An EU court in Luxembourg has annulled asset freezes imposed on Ukraine's ex-president Viktor Yanukovych, his son Oleksandr, and five others in his team in a symbolic blow to European foreign policy in the former Soviet region.
The sanctions, based on "letters" sent to the EU Council in Brussels by the post-revolutionary authorities in Kyiv, breached the targeted officials' "fundamental rights" on "effective judicial protection", the EU's General Court said, EUObserver recalls.
But "none of the information contained in the letters ... makes it possible to consider that the Council had sufficient information to verify that those rights had been complied with," the court noted.
The other five members of the Yanukovych regime cleared by the ruling were his former revenues minister Oleksandr Klymenko, former prime minister Serhiy Arbuzov, former prosecutor general Viktor Pshonka and his son Artem, as well as Yanukovych's former chief of staff Andriy Kliuyev.
Ukraine sought their EU listing because they were accused of embezzling billions from the state.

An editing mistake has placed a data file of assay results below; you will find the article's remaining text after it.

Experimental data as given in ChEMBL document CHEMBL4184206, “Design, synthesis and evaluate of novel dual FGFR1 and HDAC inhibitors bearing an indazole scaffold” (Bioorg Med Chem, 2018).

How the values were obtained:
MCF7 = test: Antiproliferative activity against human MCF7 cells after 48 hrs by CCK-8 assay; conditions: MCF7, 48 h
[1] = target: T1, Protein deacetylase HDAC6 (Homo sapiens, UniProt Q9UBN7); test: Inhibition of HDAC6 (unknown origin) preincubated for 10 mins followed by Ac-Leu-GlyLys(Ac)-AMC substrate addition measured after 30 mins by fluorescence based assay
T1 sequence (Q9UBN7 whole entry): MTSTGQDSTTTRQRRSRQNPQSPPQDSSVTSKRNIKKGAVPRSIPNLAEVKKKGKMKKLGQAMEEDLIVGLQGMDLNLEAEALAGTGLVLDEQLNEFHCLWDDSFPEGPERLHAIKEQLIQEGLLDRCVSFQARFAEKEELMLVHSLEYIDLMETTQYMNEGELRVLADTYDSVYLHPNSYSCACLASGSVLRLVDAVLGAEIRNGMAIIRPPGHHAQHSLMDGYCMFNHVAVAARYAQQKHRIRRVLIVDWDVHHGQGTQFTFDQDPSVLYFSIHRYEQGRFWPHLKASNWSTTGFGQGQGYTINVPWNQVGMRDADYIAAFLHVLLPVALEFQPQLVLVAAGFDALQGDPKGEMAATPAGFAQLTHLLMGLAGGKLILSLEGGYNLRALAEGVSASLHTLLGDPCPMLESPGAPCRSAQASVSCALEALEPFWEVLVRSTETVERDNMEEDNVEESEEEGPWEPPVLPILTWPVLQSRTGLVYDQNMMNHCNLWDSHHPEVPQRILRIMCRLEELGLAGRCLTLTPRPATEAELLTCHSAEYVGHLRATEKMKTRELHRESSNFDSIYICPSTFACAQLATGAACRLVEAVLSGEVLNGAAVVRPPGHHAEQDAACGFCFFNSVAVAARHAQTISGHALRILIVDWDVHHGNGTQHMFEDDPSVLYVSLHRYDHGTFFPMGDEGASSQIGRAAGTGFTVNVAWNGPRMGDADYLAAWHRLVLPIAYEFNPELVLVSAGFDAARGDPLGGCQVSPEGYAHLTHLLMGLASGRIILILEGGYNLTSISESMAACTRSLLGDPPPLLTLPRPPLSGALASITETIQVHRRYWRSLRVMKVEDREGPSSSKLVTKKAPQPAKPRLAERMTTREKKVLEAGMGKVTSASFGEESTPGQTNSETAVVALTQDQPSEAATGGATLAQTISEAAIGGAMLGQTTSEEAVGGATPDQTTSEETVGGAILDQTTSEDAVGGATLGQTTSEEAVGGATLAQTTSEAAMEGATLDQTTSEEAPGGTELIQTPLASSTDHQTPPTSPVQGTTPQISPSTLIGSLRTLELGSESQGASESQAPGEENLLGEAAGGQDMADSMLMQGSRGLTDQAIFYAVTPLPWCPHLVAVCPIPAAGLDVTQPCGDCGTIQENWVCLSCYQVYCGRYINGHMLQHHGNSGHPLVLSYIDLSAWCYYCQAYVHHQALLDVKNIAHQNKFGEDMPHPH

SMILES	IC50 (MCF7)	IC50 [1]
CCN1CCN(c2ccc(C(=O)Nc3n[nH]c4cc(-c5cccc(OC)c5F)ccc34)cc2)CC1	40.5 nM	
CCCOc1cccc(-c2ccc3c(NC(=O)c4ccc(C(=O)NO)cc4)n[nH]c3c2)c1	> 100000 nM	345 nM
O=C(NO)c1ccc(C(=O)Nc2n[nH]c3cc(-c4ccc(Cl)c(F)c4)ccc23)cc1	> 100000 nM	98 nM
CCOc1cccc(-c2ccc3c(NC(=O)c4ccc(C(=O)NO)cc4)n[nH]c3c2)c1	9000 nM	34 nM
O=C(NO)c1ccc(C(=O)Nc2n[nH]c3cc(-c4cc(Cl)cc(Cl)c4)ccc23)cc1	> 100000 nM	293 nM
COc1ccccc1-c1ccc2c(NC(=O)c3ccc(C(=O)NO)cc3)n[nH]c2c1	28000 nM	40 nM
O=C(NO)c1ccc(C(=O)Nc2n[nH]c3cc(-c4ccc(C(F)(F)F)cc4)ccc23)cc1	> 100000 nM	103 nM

The EU verdict said nothing on their actual culpability and any money frozen in EU states will remain so, because the court annulled sanctions imposed between 2014 and 2018 only, but not their latest renewal - until March 2020.
The EU Council can also appeal the General Court ruling at its highest tribunal, the European Court of Justice in Luxembourg.
And the EU foreign service said: "We will analyse carefully the judgments and decide on ... the way forward".
But despite its limitations, the verdict dented EU soft power in the six former Soviet states on its eastern flank - Armenia, Azerbaijan, Belarus, Georgia, Moldova, and Ukraine, the report reads.
An EU plan, the so-called 'Eastern Partnership', launched in 2009, envisaged signing political and economic "association treaties" designed to put relations with those countries on as close a footing as the EU enjoyed with Norway or Switzerland.
When Yanukovych refused to sign, he faced a popular uprising, which saw him flee to Russia.
Russia then pushed back by invading Crimea and east Ukraine, starting a conflict which has claimed 13,000 lives and which shows no sign of ending despite EU diplomacy.